Industry 4.0 concept infographic with icons and names, cloud computing, IOT, cognitive, smart factory, autonomous robots.

If you work in the manufacturing sector you will be familiar with the concept of Industry 4.0. In short, it refers to the fourth phase of the industrial revolution.

The first Industrial Revolution was the steam age, then came mass production and electricity for the second, and the third was the introduction of computers.

The fourth, commonly known as Industry 4.0, focuses heavily on interconnectivity, automation, machine learning, and real-time data. Also known as Industrie 4.0 in Europe, it originated in 2011 at Hannover Messe (trade fair), where German manufacturer Bosch described the widespread integration of information and communication technology in industrial production by adopting the term.

Industry 4.0 encompasses IIoT (Industrial Internet of Things) and smart manufacturing. It links physical production and operations with smart digital technology, machine learning, and big data. This creates a more holistic and better-connected system for manufacturing and supply chain management companies.

At the recent Australian Manufacturing Week (AMW) held in Sydney, Industry 4.0 was used by many exhibitors to describe their products and services on show. Interestingly, some at AMW were also talking about ‘Industry 5.0’.

The proponents of Industry 5.0 see it as the next level of industrialisation characterised by the return of manpower. However, most including the European Union don’t see it as the next industrial revolution, but as a complementary facet.

Cobot affixed to Demmeler welding table at AMW tradeshow.

What is a cobot?

Cobots, or collaborative robots as they are formally known, are designed to operate close to humans as they perform their tasks. And unlike fully-fledged robots, they are an affordable solution to automate processes and support employees.

Cobots are responsive to human touch and the environment around them, and therefore do not need to work behind large safety screens because they pose negligible risk of accidents occurring. Humans can provide the power and direction to the cobot, and the cobot provides the precision steering and control.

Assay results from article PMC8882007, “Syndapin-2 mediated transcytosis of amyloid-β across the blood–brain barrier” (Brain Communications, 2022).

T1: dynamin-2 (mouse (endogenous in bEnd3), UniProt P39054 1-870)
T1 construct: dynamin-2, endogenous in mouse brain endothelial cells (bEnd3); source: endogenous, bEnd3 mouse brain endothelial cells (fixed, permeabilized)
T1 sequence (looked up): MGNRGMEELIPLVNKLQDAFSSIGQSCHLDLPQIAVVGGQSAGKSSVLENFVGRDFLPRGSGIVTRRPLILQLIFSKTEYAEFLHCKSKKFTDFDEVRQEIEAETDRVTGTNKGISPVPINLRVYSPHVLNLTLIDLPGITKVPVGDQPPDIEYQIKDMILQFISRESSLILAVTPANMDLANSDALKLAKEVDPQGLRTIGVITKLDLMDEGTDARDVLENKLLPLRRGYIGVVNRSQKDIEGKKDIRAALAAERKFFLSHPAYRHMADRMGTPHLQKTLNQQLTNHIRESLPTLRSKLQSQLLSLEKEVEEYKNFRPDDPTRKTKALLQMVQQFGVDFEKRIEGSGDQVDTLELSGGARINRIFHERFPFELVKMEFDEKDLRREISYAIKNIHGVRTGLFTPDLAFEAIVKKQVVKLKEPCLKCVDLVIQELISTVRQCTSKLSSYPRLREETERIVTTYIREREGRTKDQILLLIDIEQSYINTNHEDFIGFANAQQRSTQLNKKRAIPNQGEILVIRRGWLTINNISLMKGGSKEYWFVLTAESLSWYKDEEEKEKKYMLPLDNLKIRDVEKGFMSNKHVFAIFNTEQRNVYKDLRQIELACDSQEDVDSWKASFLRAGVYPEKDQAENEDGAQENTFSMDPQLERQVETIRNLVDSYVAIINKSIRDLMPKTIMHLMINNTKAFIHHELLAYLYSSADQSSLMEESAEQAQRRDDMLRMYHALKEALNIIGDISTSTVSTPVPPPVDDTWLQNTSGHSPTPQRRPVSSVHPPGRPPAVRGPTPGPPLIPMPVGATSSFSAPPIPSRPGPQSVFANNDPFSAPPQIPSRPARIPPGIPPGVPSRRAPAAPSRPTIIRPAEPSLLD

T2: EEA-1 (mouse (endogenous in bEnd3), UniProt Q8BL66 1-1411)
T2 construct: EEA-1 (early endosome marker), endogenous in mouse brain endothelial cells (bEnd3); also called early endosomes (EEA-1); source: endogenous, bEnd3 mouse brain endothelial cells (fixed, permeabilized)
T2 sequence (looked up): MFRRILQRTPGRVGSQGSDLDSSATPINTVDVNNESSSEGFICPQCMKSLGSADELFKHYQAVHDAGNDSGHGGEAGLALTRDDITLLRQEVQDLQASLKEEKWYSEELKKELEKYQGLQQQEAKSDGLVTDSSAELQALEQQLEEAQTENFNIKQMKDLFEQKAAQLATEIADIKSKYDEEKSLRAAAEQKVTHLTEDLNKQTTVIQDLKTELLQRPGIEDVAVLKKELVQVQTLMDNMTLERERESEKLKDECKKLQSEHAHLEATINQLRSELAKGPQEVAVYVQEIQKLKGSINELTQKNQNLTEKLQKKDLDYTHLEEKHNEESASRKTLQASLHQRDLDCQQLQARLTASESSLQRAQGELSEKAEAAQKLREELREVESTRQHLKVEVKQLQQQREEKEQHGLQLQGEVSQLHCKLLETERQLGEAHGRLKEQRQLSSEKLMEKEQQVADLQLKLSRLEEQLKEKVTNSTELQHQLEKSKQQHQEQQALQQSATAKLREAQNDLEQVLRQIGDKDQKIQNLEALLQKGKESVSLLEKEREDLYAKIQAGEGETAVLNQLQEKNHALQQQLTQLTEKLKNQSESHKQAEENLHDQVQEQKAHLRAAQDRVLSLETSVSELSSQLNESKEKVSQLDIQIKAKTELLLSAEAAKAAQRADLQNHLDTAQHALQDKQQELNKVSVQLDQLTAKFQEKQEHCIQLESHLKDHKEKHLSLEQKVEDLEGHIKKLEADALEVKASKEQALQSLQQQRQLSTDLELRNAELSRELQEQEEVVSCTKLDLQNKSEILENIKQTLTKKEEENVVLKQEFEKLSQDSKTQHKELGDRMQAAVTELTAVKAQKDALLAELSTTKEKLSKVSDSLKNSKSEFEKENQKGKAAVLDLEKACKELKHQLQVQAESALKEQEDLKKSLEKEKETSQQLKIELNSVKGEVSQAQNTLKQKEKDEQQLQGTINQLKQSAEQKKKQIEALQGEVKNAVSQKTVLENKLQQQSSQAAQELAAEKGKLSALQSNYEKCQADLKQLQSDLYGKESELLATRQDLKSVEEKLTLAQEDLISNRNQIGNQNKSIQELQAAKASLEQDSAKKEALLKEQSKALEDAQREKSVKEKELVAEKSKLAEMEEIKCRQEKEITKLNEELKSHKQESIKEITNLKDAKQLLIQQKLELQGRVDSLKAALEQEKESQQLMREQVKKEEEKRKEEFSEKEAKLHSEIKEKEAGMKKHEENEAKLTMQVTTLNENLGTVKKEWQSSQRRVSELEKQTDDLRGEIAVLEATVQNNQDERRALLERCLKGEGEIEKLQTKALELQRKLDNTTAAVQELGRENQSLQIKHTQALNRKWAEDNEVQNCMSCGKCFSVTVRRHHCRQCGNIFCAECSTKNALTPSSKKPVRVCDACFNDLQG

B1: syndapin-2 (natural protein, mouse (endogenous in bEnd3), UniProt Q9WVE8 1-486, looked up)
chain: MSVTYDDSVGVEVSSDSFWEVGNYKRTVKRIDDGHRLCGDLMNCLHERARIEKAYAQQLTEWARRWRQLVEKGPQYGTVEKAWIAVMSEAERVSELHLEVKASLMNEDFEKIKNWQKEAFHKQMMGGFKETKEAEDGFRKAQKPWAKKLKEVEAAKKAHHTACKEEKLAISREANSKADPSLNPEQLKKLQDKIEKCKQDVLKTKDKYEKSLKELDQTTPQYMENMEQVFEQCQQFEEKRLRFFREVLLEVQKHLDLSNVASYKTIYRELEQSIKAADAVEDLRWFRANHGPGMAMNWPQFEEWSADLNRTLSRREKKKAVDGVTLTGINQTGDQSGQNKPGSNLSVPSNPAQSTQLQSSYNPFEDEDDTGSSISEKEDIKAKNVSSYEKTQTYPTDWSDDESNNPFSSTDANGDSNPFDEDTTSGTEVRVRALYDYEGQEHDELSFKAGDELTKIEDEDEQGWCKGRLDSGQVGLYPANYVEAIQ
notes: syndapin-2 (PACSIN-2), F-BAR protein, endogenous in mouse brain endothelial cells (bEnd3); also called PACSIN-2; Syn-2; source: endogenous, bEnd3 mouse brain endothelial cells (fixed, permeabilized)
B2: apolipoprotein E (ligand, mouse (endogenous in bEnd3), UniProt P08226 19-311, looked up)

Leussink’s partnership with OLP Robotics

On show at Australian Manufacturing Week was OLP Robotics’ welding arm mounted on a Demmeler 3D table system.

The Demmeler 3D workbench and welding table is a versatile jig and fixturing system for all types of welding and fabrication work. A cobot can be anchored and fixed to a Demmeler table system to ensure accuracy and versatility. The cobot can return to the same position every single time.

Working in partnership with OLP Robotics and other robotic experts, Leussink develops cobot-based systems for clients in a range of industries, enabling them to meet many different requirements.

On show at the University of Wollongong

The University of Wollongong (UOW) has an industry hub at its Shoalhaven campus in Nowra which features Industry 4.0 technology. The new Industry 4.0 hub includes a working demonstration unit of the Demmeler 3D table system with a cobot (collaborative robot).

In the UOW Industry 4.0 Hub, the cobot is set up on a Demmeler table system to undertake welding tasks. The Demmeler system plays a dual role. It holds the cobot firmly and accurately in place, and it also holds the workpiece securely and precisely while the welding is taking place.

“One of the key advantages which we can demonstrate is how quickly it can be set up and programmed for just a few welds, before moving on to the next. Operators do not have to be experts in computer programming or welding to be able to operate the Demmeler cobot system,” said UOW Research Engineer Evan Brown.

Backed by premium service from Leussink

At Leussink, the relationship doesn’t end when we sell you a welding system. For us, it’s just the beginning. We work closely with all our clients to ensure that your system is working efficiently for your business. And we’ll support you through the life of your table, from ongoing training or guidance, through to providing a world class range of accessories.

Through our knowledge and decades of experience, Leussink can create welding and fixturing solutions for Australian organisations that stand the test of time. We help our clients to capitalise on improving their efficiencies and productivity, without compromising on quality and accuracy.

For more information on our welding and fabrication solutions, send us an enquiry or call us on 02 4260 7777 today.